I think we have to be much more systematic about how a nation’s literature can be introduced. It is very important that people who are translating, let’s say, from Polish or from Romanian, or from Korean, to work together and ask, how do we get from three authors to thirteen, fourteen authors? Not necessarily with all of their oeuvres, but how do we populate the market with these different voices? I want to believe that by introducing Karasu into the international literary market, I was able to alert publishers to the wider aesthetic range that defines contemporary Turkish literature, a range inside which editors and publishers could and did seek out other Turkish authors.

Two decades ago, there were only three Turkish authors who had multiple books translated to English. Now many more authors are known, and there are many more translators from Turkish—essential conditions to understand a culture.

M—: When it comes to cultural understanding, how do you feel about all of the things that go along with a translation? The footnotes and the explanatory notes and the introductions?

AA: I’ll give you an example. I translated a short story for a collection and the editors wanted to insert a footnote about a name—that of the prime minister during the 1971 military coup. Aware that the reader would not know what to do with just the last name, Erim, I had already added a stealth gloss and translated it as Prime Minister Erim. When the proofs came with the footnote, the footnote provided a whole paragraph about the military coup and all that happened and didn’t happen and who did what, etc. I thought that the footnote suddenly overwhelmed the story itself. Certainly, the story had a political undercurrent, but when you put a footnote you’re almost flagging something that really casts an entire shadow over the story (undercurrent becomes an overshadow!). I asked them to remove the footnote and inserted another stealth gloss, this time, the date of the coup. I said, you know, we’re living in the age of internet, if anyone is interested in understanding the background, they have three clues; they can get all the information they want. I don’t have a particular animus against footnotes, it’s just that I try not to use them. In this day and age, if you know how to insert those clues, stealthily, the readers who want to know will find out.

Though I do love prefaces. The experience of reading literature is very particular, almost mystical: how you enter into a text and how you inhabit that for the duration and how it inhabits you afterwards. I think the preface to a literary work has to work like a prelude to a musical piece; it must engage the reader on a literary level so that the experience of reading it carries over to the experience of reading the actual literary work. Obviously a preface has to cover some basic information, but you do it without becoming too expository or didactic. I was asked to write a preface for A Long Day’s Evening (by Bilge Karasu), the last book I translated. I called it “By Way of a Preface” and offered a series of ‘flash’ essays that ranged from one paragraph to three paragraphs. The organization was closer to prose poetry than to a regular essay, again, to keep the reader at the imaginative, metaphoric level rather than the intellectual or critical.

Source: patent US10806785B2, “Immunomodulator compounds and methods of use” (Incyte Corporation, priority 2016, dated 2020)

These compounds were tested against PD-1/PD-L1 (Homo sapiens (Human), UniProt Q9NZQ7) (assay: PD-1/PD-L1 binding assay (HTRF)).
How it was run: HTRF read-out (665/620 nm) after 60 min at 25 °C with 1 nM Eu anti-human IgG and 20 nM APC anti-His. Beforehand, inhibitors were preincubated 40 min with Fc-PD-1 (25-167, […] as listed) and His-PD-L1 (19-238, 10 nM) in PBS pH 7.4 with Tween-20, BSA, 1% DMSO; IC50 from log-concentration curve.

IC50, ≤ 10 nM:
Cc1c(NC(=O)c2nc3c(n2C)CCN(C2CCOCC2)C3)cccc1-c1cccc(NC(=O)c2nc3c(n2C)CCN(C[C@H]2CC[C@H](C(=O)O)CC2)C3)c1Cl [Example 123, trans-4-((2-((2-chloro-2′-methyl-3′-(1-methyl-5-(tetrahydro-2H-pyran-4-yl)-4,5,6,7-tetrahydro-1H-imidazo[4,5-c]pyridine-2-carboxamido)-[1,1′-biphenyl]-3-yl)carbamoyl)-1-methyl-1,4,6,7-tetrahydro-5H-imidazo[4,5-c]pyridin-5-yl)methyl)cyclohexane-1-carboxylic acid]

M—: Interesting. I remember hearing you talk about A Long Day’s Evening once and you mentioned that, throughout the entire book, there was no use of the word “and.” Could you tell us a little bit about the significance of that?

AA: Here is another topic that I think isn’t sufficiently appreciated. So there was a language revolution in the modern Turkish Republic, beginning in 1926. The Latin alphabet was introduced, Arabic letters were banned, Turkish schools—from elementary to university level—adopted the Latin alphabet, and a Turkish Academy of Language was established, to purge Turkish of all borrowed material and to reintroduce the authentic vocabulary of the original Turks. Of course, nobody knows who the original Turks are. When you start with a mythic origin like that, it is certainly easy to remove elements that don’t belong. It’s not as easy to determine what had been left out and to put them back in. So the purification process really became a major period of language experimentation. Imagine the impact on daily life.